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Saturday, April 25, 2009

A QPR Player Failing...Two Years Since a Fan Forum...Ex-QPR's Gavin Peacock Post-Football Career Profiled...QPR Compared: Why Other Clubs Succeeded

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[Among the articles posted today:
- "Owners should be happy for the football men to run their clubs" and
- Fan Power Succeeds at Exeter- Flashback "Cristal and Caviar at QPR"

See also:(Posted Yesterday): How QPR Should Operate: Looking at how others succeeded and QPR have not: Dave McIntyre "Watch and Learn"

- Tomorrow Marks Two years Since QPR's Last Fan Forum
[From the December 13, 2007 minutes of the Fan/Club Consultative Committee Meeting of December 2007 (published on QPR's Official Site):
3a - Are the club planning on holding a Fans' forum in the future?
[Q{R's Managing Director] Alejandro Agag:
- in response, Agag said: "Yes. Sure, we can do that."
- agreed and suggested that a minimum of 2 Fans' Forums should be held per season.- the suggested timeline for these to take place were February/March and September/October
- A third Fans' Forum could be held during the season in "extraordinary" cases if necessary
- Stressed that the Fans' Forums should be for football talk and team matters and not to discuss finances or the ABC loan...."

Lincolnshire Echo - Chris Arthur blows chance of Lincoln City move
- Lincoln City boss Peter Jackson admits Chris Arthur has blown his chances of a summer switch to Sincil Bank after casting doubts over the winger's attitude.
- The Imps chief was disappointed with the speedy wideman, who has been on trial at the club pending his release from Championship club, QPR this summer.
- Jackson identified the winger as a possible target after being impressed by his performance against the Imps while playing for Kettering in the FA Cup earlier this season.
- Having shone for the reserves at the start of the month, Jackson gave the player a one-week trial.
- But the Imps chief was unimpressed by his commitment during training and revealed how he sent the left-sided player home early.
- "There was a winger called Chris Arthur, who played against us for Kettering in the FA Cup earlier in the season" said Jackson.
- "He did well and, having watched him, I gave him the chance to show us what he could do.
- "Chris then joined us for a week's training, but I sent him back early because he simply didn't have the desire and passion that I need." Lincolnshire Echo

The Times/Tom Dart - April 25, 2009 - Gavin Peacock Profiled
Pew to a thrill: Peacock has been seeking a more intimate understanding of - the word of God in Canada after a long and successful playing career
A block from Main Street, the Canmore Mountain Baptist Church lives in a hall attached to an Anglican chapel. Colourful tapestries, tropical plants and walls of sunbeam yellow contrast warmly with the snow outside. A flock of about 30 have gathered for Pastor Trevor Sato’s Sunday evening service. Wearing a blue checked shirt with rolled-up sleeves, he gives a practical sermon on reading the Bible, then grabs a guitar to strum a couple of hymns, his sons on keyboard and bass.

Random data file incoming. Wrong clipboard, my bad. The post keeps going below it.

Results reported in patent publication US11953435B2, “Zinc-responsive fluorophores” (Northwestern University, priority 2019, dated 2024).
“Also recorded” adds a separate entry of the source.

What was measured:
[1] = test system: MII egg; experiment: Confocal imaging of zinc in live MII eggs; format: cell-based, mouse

- Early on Sato throws the service open to the floor. A young woman at the back of the room breaks down, tearfully explaining that her husband has suffered a bad fall and she is struggling to care for him and their young family. Quickly, half a dozen worshippers surround her, support her. One kneels in front, Bible in hand, and reads out Psalm 146. “The Lord lifts up those who are bowed down; the Lord loves the righteous.” His voice is calm, clear and certain. This is Gavin Peacoc k; this is his new life.
- You will remember Peacock as one of the most astute English attacking midfield players of the 1990s in his time with Newcastle United, Chelsea and Queens Park Rangers. He retired in 2002 to become that rare species, a pundit of eloquence and insight. Last summer, after covering Euro 2008 for the BBC, he did an extraordinary thing. He gave up his comfortable life in Kent and his male-fantasy job and emigrated to Canada with his wife, two children and two dogs to study divinity in preparation for a life in the church.

Home is now a chalet in Canmore, a prosperous little place in the Rockies, an hour’s drive west of Calgary and 15 minutes from Banff. Coyote and elk roam the icy golf course that backs on to the rear of the swish modern property the PeaC***s bought as a holiday retreat in 2007. Pine trees peek out from the snow swaddling the mountains that surround the town and make the 4x4s that hurry along the Trans-Canada Highway seem as mighty as dots of dust.
- Canmore is a physical waypoint on Peacoc k’s spiritual journey. A couple of times a week he drives to Calgary’s western fringe for classes at Ambrose University College, an evangelical seminary where he is at the end of the first year of a three-year masters degree in divinity. Last summer he pondered whether Spain’s 4-5-1 formation was more cunning than Germany’s 4-2-3-1. At the moment he is studying Incomplete Synonymous Hebrew Parallelism and the Syntactic Display of Greek Text.

Among his lessons are two Hebrew and two Greek classes a week, deconstructing Bible passages in their ancient form for a more intimate understanding of the word of God. Peacoc k also spent a year in Cambridge on an Old and New Testament foundation course.

Sport borrows terms and concepts easily and lazily from religion, but some parallels flow naturally: the community, the glory and the suffering, the places of worship; the saviours. After all, Peacoc k’s former Match of the Day team-mate, Alan Shearer, recently rose from the studio sofa to become Newcastle’s latest Geordie Messiah. Peacoc k understands how sport can be essential yet trivial, spiritual and secular, because his life has entwined religion and football since his teenage years.